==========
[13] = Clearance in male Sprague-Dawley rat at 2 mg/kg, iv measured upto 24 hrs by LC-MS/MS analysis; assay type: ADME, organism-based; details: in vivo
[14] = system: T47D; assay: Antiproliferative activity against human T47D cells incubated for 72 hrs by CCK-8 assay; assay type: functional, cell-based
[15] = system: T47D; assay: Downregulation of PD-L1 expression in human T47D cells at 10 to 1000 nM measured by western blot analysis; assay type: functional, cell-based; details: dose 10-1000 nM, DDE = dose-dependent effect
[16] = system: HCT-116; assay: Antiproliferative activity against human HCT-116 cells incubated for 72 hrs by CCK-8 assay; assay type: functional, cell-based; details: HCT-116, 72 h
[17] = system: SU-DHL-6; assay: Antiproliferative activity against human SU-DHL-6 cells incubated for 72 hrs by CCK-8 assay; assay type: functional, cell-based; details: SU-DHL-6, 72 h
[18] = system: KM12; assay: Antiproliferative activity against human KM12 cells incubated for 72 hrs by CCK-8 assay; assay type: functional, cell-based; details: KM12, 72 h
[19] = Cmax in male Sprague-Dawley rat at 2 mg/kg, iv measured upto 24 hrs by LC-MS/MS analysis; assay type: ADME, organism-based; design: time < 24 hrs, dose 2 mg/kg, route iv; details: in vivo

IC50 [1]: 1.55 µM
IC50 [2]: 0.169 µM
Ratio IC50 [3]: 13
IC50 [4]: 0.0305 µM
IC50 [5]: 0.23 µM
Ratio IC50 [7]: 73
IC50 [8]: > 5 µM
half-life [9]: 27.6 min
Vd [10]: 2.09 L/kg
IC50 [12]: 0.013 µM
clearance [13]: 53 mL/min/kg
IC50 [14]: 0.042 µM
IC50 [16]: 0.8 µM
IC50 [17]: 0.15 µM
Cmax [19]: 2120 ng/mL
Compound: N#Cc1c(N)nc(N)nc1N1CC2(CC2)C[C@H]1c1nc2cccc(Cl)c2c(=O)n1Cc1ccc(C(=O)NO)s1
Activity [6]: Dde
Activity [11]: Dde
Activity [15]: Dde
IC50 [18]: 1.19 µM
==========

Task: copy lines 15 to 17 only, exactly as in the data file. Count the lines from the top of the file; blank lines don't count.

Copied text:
half-life [9]: 27.6 min
Vd [10]: 2.09 L/kg
IC50 [12]: 0.013 µM